Edgar Rice Burroughs, Inc., 2017, 326 pages
Like fellow Earthman, Tangor from the story Beyond the Farthest Star, American OSS officer Thomas Randolph is mysteriously teleported to a foreign planet where he lands in the center of a 100-year war that mirrors the Allied Powers’ struggle against Adolph Hitler’s Third Reich.
Unlike Tangor, Randolph – now Tomas Ran – finds himself behind enemy lines where he gains a first-hand view of the inner workings of the corrupt Kapar empire. Will Tomas, using his OSS skills, be able to devise a plan to escape with the beautiful Unisan prisoner, Loris Kiri, that will allow them to join her countrymen in their struggle against the Kapars?
American novelist Edgar Rice Burroughs debuted the world of Poloda in the pulp story Beyond the Farthest Star in 1940 just as Hitler’s Nazis marched across Europe and the Imperial Japanese extended their reach across the South Pacific. Burroughs’ youthful idealism regarding the nobility of America’s previous war efforts had given way to a mature perspective of the savagery of combat that stains every battlefield. Burroughs’ deeply-held views are reflected in this tale about a planet ravaged by 100 years of conflict as the nation of Unis devotes its entire existence to the struggle of freedom against tyranny.
Author Lee Strong created this second adventure on the planet Poloda, which lies beyond the Globular Cluster NGC 7006 ‘ 450,000 light years away from earth. Join Tomas Ran as he explores Poloda, battles Kapars, and finds love Beyond the Farthest Star.
Edgar Rice Burroughs novels were among the first "adult" books I read. My favorites were the Barsoom series, but I also remember liking Beyond the Farthest Star, even though I realized, even as a child, that it was both derivative of John Carter (a soldier from Earth suddenly gets transported to another planet where he ends up becoming a superhero) and wildly improbable (a planet in another galaxy has humans of similar technological level on it).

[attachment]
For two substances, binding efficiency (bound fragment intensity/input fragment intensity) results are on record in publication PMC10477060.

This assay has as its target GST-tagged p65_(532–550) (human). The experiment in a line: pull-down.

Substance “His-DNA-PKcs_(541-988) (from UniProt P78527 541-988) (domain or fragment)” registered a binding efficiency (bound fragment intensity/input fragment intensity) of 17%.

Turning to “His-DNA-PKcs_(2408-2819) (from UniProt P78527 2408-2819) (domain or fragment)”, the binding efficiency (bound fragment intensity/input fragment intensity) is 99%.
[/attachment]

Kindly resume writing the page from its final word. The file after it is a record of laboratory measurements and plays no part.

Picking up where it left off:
But it was good for its day, so nostalgia induced me to buy Lee Strong's authorized sequel to Beyond the Farthest Star: Soldier of Poloda.
The story is similar: an American soldier in the middle of World War II is suddenly transported from sudden death to wind up on the planet Poloda. Poloda has been locked in a hundred-year struggle between the Nazi-like Kapars and the democratic, freedom-loving Unisans. The scale of the war is constantly described as dwarfing World War II, with tens of thousands of bombers being sent out in every raid, and entire cities routinely being smashed up. There are some authorial licenses taken to explain why there is essentially no ground-fighting; the two sides have spent generations living in underground bunker-cities while they try futilely to bomb each other out of existence.
Thomas Randolph, the hero of this novel, naturally meets up with a Unisan cutie, and then goes on various adventures among both the Unisans and the Kapars. He also gets to meet the Earth hero of Burroughs' original novel. The two of them devise military strategies that somehow the native Polodans, despite being from more advanced civilizations than Earth's, have never thought of, thus eventually breaking the decades-old stalemate.
It's high pulp adventure, and true to the book it is imitating, but alas, that also makes it an artifact of the time it is imitating, and while fans of old-school pulp adventure will probably enjoy the manly exploits of Thomas Randolph, aka "Tomas Ran," for the nostalgic fun that it is, there isn't much originality here. It's just a rehash of Burroughs' writing, and I found the writing in Soldier of Poloda often dragged, with many pages consisting simply of episodic snippets describing the progress of the war.
An interesting book for Burroughs fans to add to their collection, but it doesn't really stand on its own.
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